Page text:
I started off by writing one sentence that outlined the whole plot. Far more difficult than you might think but time spent doing that saves a great deal of time in the long run. In theory, this one sentence becomes your ‘elevator pitch’. I’ll admit that I’ve tweaked it since I finished the book but it’s close enough.
From that one sentence, I then created a five sentence paragraph that fleshed out the story. From that paragraph, I took each sentence and made them into a paragraph and so on and so on until I had my plot outline. In theory once again, this should form your synopsis. In reality it was a bit ‘dry’ and was very much a a series of plot events but it made writing a synopsis a whole lot easier.
As with the creator of the Snowflake Method, my background is in Software Development and I understand the importance of capturing ‘bugs’ as early in the process as possible. It’s far easier and cheaper to amend one sentence in a specification than it is to rewrite hundreds of lines of code. And so it is with writing a novel. If you have your whole book plotted out, you can spot the gaps, spot where the plot isn’t strong enough and amend them relatively easily.
Towards the end of writing Idle Threats I was introduced to a writing tool that saw a seismic shift in my productivity, my planning and I would argue, the quality of my writing. Scrivener is designed especially for writers and it is almost perfect for my needs.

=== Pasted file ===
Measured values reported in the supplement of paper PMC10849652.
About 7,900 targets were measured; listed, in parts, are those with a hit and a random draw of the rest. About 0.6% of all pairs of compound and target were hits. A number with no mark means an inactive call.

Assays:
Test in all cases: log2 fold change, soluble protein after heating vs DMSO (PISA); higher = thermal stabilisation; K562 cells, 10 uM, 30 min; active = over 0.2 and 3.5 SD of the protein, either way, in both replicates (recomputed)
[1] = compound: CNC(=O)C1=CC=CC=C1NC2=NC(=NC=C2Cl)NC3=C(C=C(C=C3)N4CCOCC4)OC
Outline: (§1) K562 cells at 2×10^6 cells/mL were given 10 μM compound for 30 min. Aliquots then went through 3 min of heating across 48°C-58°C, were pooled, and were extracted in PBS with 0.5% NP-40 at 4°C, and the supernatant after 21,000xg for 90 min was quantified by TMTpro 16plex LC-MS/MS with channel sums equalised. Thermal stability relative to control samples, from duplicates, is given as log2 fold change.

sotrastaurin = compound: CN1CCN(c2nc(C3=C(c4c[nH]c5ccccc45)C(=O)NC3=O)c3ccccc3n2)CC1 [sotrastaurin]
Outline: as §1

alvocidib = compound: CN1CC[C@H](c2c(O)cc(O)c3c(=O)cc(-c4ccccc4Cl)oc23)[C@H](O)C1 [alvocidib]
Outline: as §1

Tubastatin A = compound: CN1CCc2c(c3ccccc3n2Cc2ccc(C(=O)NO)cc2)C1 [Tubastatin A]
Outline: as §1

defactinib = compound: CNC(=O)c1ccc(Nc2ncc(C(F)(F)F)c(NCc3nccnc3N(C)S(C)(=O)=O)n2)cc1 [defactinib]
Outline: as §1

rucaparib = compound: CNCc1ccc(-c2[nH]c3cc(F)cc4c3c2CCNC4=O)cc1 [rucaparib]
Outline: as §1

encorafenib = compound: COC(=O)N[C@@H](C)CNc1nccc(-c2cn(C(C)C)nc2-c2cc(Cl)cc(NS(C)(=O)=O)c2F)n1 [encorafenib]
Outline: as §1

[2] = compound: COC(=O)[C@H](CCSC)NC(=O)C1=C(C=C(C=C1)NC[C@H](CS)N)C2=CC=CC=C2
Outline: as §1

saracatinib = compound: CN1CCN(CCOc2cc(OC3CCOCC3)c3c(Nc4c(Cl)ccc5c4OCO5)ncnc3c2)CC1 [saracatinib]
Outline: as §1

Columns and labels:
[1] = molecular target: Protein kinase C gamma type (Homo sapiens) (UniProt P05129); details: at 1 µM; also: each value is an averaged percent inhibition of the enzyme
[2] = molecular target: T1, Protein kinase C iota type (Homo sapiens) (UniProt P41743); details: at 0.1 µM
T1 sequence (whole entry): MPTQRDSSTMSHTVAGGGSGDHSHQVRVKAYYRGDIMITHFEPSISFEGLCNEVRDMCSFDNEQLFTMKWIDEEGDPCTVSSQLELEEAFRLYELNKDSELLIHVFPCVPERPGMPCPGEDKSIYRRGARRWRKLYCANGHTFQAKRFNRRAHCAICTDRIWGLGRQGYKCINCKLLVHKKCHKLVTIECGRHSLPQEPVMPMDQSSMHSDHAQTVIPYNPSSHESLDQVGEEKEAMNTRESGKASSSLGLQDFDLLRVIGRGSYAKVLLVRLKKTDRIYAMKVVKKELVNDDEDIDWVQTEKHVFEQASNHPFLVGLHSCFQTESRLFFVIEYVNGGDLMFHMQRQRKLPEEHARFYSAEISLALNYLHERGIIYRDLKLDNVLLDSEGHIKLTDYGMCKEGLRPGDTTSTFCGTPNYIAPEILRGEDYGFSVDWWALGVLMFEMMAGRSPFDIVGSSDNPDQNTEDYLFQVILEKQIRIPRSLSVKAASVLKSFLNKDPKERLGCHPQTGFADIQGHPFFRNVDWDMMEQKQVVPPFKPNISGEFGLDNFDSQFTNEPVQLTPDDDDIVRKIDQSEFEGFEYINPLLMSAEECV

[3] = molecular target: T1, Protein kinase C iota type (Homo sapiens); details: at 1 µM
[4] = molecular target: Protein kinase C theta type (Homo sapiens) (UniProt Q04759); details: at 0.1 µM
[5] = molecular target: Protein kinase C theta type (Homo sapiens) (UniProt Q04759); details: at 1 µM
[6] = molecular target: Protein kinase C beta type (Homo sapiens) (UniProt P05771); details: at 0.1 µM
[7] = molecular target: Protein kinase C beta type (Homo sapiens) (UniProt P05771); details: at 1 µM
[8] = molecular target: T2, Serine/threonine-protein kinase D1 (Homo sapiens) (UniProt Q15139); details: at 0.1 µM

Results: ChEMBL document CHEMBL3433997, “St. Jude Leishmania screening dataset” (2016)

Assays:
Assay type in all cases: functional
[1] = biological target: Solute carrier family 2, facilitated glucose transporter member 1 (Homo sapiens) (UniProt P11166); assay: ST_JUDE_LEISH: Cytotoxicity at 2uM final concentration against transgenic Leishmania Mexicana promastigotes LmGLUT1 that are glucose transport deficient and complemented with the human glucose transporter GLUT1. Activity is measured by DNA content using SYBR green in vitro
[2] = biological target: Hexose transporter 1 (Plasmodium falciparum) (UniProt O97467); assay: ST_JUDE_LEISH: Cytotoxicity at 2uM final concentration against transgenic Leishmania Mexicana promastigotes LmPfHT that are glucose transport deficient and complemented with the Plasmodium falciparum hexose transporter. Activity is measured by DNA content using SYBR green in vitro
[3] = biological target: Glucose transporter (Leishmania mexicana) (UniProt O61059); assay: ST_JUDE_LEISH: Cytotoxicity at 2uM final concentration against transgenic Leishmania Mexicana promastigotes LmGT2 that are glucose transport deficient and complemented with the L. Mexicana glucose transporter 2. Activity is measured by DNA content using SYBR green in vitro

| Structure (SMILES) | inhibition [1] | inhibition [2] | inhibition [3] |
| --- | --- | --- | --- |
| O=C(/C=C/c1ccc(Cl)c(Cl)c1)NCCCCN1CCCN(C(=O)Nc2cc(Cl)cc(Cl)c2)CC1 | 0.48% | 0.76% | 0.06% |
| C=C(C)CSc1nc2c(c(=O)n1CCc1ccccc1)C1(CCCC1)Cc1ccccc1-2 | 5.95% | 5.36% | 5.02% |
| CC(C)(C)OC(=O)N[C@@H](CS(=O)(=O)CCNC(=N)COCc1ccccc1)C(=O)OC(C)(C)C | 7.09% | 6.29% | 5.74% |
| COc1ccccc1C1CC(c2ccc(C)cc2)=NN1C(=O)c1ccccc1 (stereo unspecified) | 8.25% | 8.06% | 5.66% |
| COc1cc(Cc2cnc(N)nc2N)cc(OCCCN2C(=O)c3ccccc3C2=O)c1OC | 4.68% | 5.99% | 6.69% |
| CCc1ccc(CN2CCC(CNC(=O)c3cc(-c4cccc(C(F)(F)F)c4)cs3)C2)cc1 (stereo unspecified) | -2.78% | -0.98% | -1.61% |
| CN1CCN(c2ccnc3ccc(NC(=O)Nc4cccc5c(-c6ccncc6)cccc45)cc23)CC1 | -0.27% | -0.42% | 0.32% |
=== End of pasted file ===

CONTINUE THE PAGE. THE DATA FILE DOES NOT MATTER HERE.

As someone who has always used Microsoft Word, it took a little getting used to but it is worth it. It is easy to get evangelical about such things but I’ve seen fellow writers, almost reluctantly give it a go and eventually it clicks and they wonder why they haven’t always used it.
I’ll cover Scrivener more in later blogs but it fits in perfectly with the Snowflake Method. I had my plot outline for Counterbalance and Scrivener came with preloaded Character and Location Templates that I adapted slightly. With its simplistic outlining structure I had everything I needed to get the book written.
One small feature, almost a gimmick, contributed more than anything else to me getting the book finished and that was the Project Targets tool. Just put in how many words you intend to write and by when and it will work out your daily target. It even allows you to factor in days when you wouldn’t be writing. It is addictive. If you’ve ever played a video game and chased a high score or craved a personal best in your chosen sport, this is exactly the same. When it moves from red, to amber to green it is so satisfying.
I firmly believe that the combination of the Snowflake Method and Scrivener have taken my writing to a new level. I got my word count a lot quicker (80,000 words in less than 6 months), there were a lot less plot gaps or redundant chapters and if my small band of reviewers are anything to go by, it is the best book I have written yet.
Of course there will be other factors that have contributed. I have learnt from previous mistakes and I am now part of a writing group that will challenge my writing and push me to new heights but my new approach has contributed significantly to my improvement.